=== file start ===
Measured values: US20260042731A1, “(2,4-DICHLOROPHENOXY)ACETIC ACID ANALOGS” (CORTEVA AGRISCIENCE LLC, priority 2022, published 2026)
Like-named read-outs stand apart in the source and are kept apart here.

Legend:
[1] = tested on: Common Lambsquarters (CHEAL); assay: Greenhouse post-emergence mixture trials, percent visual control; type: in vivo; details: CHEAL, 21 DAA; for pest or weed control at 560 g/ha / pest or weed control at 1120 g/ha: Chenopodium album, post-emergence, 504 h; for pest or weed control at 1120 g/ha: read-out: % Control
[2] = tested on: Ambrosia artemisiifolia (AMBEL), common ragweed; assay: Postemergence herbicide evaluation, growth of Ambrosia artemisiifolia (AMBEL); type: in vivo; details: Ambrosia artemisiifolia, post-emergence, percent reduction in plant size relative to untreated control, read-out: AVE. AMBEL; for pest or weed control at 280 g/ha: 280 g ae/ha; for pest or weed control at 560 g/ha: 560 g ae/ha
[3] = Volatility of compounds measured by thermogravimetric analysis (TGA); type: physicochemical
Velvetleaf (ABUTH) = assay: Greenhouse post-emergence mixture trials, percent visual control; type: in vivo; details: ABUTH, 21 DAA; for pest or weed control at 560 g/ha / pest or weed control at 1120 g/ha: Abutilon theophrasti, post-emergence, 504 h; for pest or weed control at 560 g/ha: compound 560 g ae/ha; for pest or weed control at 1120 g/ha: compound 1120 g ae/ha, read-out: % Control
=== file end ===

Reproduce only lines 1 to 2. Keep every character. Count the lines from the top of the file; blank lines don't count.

Measured values: US20260042731A1, “(2,4-DICHLOROPHENOXY)ACETIC ACID ANALOGS” (CORTEVA AGRISCIENCE LLC, priority 2022, published 2026)
Like-named read-outs stand apart in the source and are kept apart here.